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Personal bias: watching Amy Adams drive around in a shitty Volvo, smoking Parliaments and drinking vodka out of a water bottle while listening to moodier, late-period Led Zeppelin is my idea of a good television show regardless of where it’s set or what the story is. Based on the debut novel by Gillian Flynn (Gone Girl), Sharp Objects was about a St. Louis reporter returning to her small hometown to investigate a murder. Criticized for pacing issues, which I considered interesting scenery chewing and some creative if-at-times confusing editing tricks, it was a fairly straight-forward character study about toxic femininity, family dynamics, Southern manners, substance abuse and mental health issues. Like the first season of True Detective, the show kept you invested enough in the mystery’s red herrings as a procedural, but ultimately was anchored by wonderful performances from Amy Adams, Patricia Clarkson, and Eliza Scanlen. Mercifully, it’s been marketed as a miniseries, ensuring that it likely won’t return for a second season and suffer a loss in quality with no source material to draw from. Cough. 7.5/10 Continue reading →

Please Call the Epic Pass Something Else

Anyone functionally literate knows that in our modern parlance, there is possibly no word more overused than “epic.” Even the original internet curmudgeon who only writes like twice a year anymore took time to put his stamp on it eight fucking years ago. It’s like “awesome” but never quite casualized down to the point where it sounds nonchalantly correct when somebody says it. For it to be the defining word of the Colorado ski industry’s season pass advertising campaign, which is seen on billboards all over town and heard on radio spots constantly it can be an aggravating experience, especially for those of us who don’t understand or will never reap the tangible benefits. Mountain sports aren’t really for me, I don’t like being recreationally cold and a ski lift is basically a ferris wheel it’s easier to murder somebody on. The Epic Pass makes Colorado feel like living in a state populated entirely by 14 year-old boys playing Fortnite, another thing I’ve never participated in but I’ve about had it with all the same.

Costing nearly $1000 but available in a variety of restricted tiered flavors, the Epic Pass is probably an objective bargain if going down a hill screaming “wheeee” is your thing. Maybe you’re one of those jackasses that leaves them clipped to your snow jacket, desperately inviting conversation at a Starbucks from some other guy in pants everyone can hear when he walks. It’s fine. That’s your thing. I hope both of you end up like Sonny Bono, or Liam Neeson’s wife, whichever celebrity ski death reference is going to track, but it’s your stupid thing and everyone has one. For the rest of us, if as a society we could just rename it that’d really be great. I’ve got some suggestions!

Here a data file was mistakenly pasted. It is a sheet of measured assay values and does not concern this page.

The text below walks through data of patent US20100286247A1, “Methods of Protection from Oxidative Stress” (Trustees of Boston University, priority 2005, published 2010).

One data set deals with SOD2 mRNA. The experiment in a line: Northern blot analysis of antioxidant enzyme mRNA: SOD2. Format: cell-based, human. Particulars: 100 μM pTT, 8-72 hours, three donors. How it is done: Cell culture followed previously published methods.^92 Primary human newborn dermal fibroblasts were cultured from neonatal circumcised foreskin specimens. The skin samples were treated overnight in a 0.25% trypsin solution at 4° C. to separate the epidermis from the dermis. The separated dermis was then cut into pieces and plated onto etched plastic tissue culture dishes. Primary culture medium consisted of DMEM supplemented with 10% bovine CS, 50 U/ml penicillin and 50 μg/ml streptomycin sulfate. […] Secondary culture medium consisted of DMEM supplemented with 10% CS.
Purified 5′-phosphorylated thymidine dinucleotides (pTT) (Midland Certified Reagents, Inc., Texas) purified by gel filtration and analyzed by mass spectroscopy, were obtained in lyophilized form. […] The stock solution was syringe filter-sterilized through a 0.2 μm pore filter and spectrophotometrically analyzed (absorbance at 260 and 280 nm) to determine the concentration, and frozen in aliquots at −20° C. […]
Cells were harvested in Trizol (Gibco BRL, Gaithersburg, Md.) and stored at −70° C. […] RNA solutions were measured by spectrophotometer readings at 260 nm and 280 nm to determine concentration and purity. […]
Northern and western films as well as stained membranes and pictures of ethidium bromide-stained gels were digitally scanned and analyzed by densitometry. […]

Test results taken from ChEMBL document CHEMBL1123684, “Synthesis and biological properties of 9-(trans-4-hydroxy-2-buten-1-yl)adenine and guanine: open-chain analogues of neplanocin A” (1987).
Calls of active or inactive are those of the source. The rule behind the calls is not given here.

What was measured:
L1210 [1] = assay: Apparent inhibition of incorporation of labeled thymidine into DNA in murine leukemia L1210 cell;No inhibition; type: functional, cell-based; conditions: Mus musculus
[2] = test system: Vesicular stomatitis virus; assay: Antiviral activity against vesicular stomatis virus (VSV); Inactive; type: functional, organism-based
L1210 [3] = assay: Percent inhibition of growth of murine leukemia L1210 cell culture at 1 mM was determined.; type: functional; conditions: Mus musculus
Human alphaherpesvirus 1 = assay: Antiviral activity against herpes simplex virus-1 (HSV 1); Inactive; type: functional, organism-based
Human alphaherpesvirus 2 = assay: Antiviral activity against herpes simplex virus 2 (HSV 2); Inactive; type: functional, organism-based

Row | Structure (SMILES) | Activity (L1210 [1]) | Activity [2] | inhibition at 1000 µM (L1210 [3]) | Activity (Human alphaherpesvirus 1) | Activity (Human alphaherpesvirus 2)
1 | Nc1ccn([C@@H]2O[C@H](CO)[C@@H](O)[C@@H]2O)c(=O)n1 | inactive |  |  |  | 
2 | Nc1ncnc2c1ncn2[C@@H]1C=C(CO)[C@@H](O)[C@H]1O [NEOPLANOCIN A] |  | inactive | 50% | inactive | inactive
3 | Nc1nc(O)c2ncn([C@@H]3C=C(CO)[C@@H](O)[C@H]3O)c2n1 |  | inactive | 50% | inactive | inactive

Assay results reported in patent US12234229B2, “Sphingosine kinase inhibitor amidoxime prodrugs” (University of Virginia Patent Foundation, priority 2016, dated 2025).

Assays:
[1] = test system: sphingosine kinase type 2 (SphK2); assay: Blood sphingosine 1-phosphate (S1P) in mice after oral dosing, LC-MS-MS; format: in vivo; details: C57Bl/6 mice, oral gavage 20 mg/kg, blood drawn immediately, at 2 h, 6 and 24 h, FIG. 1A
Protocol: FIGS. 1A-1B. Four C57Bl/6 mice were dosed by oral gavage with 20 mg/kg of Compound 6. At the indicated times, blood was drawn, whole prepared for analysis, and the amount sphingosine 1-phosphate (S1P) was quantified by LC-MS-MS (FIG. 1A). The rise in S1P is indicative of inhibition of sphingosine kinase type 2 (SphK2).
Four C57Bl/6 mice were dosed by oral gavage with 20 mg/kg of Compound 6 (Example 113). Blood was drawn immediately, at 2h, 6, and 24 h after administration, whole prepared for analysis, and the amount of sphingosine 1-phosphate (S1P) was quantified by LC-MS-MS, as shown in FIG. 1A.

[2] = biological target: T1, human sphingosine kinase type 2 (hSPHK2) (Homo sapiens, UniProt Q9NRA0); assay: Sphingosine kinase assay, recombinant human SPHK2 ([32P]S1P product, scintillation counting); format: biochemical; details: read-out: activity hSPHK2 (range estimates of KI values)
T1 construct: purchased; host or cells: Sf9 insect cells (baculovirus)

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Double down on the irritating and obviously dated cool-guy lingo and let’s just go with Tubular Pass! Embrace snowboarding’s awkward DayGlo roots, rock a Wyld Stallyns t-shirt, and hit the slopes with a pass good all season in Colorado, Utah, and Lake Tahoe for one low price! You’re so cool. You bought a fanny pack before the ironic phase, drunkenly cut your own Trevor mullet after Charlie Blackmon decided on turning himself into the walking embodiment of a Duck Dynasty season 4 DVD, and you’re just 2 blazed 2 care. Get up to the timeshare, pound some natty ice, stash that vape pen, hit the lift, and go fuck yourself, brah.

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People like truth in their advertising, so this rebranding campaign would emphasize the nearly three hours in traffic you’ll spend getting from the gentrified, traffic-clogged hellscape of Denver to Silverthorne, a 65-mile drive. Sunday, after you’re hungover from lodge drinking, you’ll have another three hours of mind-numbing traffic to nurse your sore body and ruminate in contemplating suing a child for running into you at 10AM on Saturday. Leave your yuppie LoDo condo life behind for a weekend so you can huff Suburu exhaust fumes until you get so hungry you settle for the seventh Burger King you see in Frisco instead of the planned family meal at Beau Jo’s Pizza (it’s Colorado style!), which you could’ve just gotten in Arvada on the way up. You could take the ski train from Union Station to Winter Park, but you paid almost $1000 for this experience, you’ll be damned if you’re not going to resort-hop in your own Porsche Cayenne. You can’t listen to Imagine Dragons and get all pumped for the slopes on a shuttle! BELIEVER!

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Perhaps I’m being unfair in characterizing people who have hobbies that cost upwards of $5000 a year as resort-dwelling snobs or the type of pampered rich kids that fly in and rent RVs for music festivals. Maybe it was my young California upbringing, where for the base payment of a surfboard and some training in creative parking you could have a lifelong pastime that connected you to nature and a whole community of people in your area. In Colorado, nothing is affordable anymore, and if you work for less than $60K a year, forget being able to live in anything less than a two bedroom house with eight other people you met on Craigslist. Who has Breck condo money these days? This pass reflects the realities of being working class in Colorado while still trying to engage in some kind of recreational activity so you don’t blow your brains out all over the Fryolator. For the low cost of $450 on the season, pick one mountain to ski all winter long, and we’ll throw in your lodging: a futon in a trailer we’ve euphamized as a hip “tiny house” built for resort staff. You’ll be sharing it with a lift operator that’s been addicted to percocet since he blew out his knee in 2007 or a ski patrolman that targets Chinese tourists indiscriminate of gender for his sexual predilections. Bring some kush and craft beer, it’s used as currency in the employee “villages.”

Aaron Boone Suspended for Today’s Game